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Catalysing change: the benefits of decarbonising chemical supply chains

Decarbonising chemical supply chains is not only an environmental necessity, but also a strategic opportunity for the industry. By embracing sustainability, the industry can play a crucial role in transitioning to renewable energy, driving innovation and meeting the evolving demands of consumers and investors.

Dr. Verena Buback, Co-Chair of Together for Sustainability’s (TfS) Scope 3 GHG Emissions Workstream – a member-driven initiative, raising CSR standards throughout the chemical industry – and Head of Sustainable Procurement at Merck, highlights the importance of decarbonising chemical supply chains and the benefits that go beyond saving the planet.

 The $4.6 trillion chemical industry has a critical role to play if we are to combat climate change and foster a more sustainable world. The sector is responsible for the production and use of chemicals, everything from cleaning products to plastics, medicines to metals and even the food we eat.

The processes employed throughout the chemical supply chain, including production, transportation and distribution, are heavily reliant on fossil fuels, accounting for a high level of global greenhouse gas (GHG) emissions, 77% of which are in the wider value chain (Scope 3). But due to the innovative nature of the chemical industry, it is well placed to develop and deploy new technologies, materials and processes to drive change and shape sustainable practices.

To help drive this transition forward, TfS launched an open-source Product Carbon Footprint (PCF) Guideline, a global guidance to identify, track and reduce Scope 3 upstream emissions, including within chemical supply chains. Drawing on the Guideline and my own experience, I outline five ways the sector can make tangible progress in decarbonising chemical supply chains, and the benefits they present.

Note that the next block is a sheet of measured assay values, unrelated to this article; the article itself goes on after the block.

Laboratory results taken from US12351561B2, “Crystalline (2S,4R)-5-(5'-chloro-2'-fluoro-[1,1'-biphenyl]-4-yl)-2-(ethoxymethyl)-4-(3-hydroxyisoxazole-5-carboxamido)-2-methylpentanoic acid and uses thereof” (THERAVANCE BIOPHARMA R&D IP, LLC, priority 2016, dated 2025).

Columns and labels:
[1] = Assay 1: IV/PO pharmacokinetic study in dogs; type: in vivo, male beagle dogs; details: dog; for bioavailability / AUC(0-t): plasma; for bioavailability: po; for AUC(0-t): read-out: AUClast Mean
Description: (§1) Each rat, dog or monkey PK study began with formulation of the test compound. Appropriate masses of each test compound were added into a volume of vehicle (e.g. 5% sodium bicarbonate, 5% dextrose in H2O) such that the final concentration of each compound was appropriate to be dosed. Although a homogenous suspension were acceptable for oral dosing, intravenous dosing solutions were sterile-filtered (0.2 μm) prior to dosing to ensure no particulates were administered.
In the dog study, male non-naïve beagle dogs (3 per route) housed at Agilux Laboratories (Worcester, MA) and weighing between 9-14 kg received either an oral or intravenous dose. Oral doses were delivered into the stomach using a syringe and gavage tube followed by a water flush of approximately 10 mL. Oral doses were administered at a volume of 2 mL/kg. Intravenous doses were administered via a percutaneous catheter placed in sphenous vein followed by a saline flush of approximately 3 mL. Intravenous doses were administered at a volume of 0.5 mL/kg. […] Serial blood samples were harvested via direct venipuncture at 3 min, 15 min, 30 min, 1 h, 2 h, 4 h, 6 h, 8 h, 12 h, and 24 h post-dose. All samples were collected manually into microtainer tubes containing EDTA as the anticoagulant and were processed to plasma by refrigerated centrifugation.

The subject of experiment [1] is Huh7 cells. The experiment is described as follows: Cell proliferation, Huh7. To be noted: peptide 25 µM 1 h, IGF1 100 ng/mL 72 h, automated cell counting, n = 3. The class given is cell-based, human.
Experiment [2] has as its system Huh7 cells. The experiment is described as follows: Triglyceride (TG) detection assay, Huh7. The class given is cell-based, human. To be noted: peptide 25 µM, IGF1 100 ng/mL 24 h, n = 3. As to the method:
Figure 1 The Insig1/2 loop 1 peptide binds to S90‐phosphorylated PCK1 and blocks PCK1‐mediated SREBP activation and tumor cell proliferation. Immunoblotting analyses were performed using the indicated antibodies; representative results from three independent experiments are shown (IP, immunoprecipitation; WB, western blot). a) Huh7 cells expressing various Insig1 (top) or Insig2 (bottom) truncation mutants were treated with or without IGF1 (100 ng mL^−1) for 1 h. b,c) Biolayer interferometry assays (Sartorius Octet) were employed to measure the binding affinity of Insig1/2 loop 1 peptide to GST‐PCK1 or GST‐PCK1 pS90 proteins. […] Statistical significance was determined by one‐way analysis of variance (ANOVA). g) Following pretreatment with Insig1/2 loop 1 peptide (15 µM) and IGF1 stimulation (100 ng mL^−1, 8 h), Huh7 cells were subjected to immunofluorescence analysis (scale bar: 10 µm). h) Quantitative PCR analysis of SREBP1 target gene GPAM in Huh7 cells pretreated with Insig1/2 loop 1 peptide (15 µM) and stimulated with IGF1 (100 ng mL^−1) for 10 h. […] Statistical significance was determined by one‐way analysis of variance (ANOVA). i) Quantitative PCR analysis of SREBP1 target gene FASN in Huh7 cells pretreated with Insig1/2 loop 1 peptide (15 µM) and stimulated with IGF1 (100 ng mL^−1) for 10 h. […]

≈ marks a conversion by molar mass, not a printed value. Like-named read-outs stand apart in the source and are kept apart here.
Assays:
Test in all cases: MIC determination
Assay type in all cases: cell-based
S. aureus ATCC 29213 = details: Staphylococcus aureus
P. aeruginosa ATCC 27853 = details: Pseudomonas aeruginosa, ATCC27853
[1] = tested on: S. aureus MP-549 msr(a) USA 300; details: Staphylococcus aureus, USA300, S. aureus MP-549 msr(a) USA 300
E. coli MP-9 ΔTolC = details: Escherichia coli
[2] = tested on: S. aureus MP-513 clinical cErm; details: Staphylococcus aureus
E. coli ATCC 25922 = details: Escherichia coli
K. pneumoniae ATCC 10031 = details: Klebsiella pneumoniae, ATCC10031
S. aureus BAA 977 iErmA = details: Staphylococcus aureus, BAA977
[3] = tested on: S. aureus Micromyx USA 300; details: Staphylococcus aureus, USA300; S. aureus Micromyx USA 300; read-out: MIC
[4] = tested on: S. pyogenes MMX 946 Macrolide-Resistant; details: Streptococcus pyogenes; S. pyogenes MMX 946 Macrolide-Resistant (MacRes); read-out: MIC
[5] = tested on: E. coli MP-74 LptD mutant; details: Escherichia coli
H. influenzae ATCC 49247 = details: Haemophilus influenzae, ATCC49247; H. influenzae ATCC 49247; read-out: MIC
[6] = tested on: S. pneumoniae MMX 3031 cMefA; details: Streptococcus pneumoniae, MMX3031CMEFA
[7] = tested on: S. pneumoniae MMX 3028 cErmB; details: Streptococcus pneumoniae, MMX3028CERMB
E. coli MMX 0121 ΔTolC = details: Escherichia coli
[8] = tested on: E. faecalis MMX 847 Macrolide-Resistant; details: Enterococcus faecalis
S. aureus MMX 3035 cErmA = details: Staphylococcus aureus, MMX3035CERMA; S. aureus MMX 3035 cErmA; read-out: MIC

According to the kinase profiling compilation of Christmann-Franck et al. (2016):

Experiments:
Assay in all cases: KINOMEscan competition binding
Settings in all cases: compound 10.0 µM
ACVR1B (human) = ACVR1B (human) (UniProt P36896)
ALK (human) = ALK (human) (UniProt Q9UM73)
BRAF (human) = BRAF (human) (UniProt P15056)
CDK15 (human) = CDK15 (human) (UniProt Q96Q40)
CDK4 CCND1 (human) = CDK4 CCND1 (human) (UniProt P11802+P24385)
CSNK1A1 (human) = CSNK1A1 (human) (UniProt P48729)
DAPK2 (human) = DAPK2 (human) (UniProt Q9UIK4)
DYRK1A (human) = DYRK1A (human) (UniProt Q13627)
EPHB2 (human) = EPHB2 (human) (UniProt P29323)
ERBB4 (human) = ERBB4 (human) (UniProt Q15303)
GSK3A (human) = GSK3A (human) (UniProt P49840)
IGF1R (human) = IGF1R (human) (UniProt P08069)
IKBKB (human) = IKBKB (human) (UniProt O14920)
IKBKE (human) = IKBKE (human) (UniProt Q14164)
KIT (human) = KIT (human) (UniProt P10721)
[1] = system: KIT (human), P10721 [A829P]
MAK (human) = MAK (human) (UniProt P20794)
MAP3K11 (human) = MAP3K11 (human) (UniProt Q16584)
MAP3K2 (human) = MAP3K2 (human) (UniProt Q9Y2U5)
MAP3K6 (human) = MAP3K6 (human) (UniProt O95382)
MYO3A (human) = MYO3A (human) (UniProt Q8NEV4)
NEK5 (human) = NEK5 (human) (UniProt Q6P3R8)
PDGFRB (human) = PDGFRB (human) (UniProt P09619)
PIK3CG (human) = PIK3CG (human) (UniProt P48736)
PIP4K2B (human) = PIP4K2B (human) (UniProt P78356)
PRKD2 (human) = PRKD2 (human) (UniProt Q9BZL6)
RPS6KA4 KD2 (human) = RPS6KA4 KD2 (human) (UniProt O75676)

• Switching to renewable energy – using renewables is a key recommendation in TfS’ PCF Guideline and, at Merck, we aim to cover 80% of our purchased electricity with renewables by 2030. Renewable energy technologies are becoming increasingly affordable and efficient in many parts of the world, making them viable alternatives that can reduce emissions and decrease reliance on non-renewable resources. By embracing sustainable energy solutions such as solar, wind and geothermal power, the industry can power its operations without relying on fossil fuels. Alternatives to on-site production of renewable electricity are, for example, Virtual Power Purchase Agreements (VPPAs), which allow a company to join an aggregation of companies for the construction of a wind or solar park generating renewable electricity and receive the respective energy attribute certificate.
  • Aligning business strategies and decision-making with regulation and global climate goals – no sector can shy away from regulation and the chemical industry is no exception, so together we must embrace this head on. A shift towards decarbonisation aligns with international climate agreements, such as the Paris Agreement, which goal is “to limit warming to well below 2°C, preferably to 1.5°C”. More recently, at the UN Climate Change Conference in Bonn in June 2023, a dialogue was started on a global stocktake – a two-year process for countries and stakeholders to see in which areas they’re collectively making progress towards meeting the goals of the Paris Agreement – laying the groundwork for more ambitious climate action. Embedding sustainability into company strategies, processes and decision-making is key to ensuring compliance and to driving sustainability.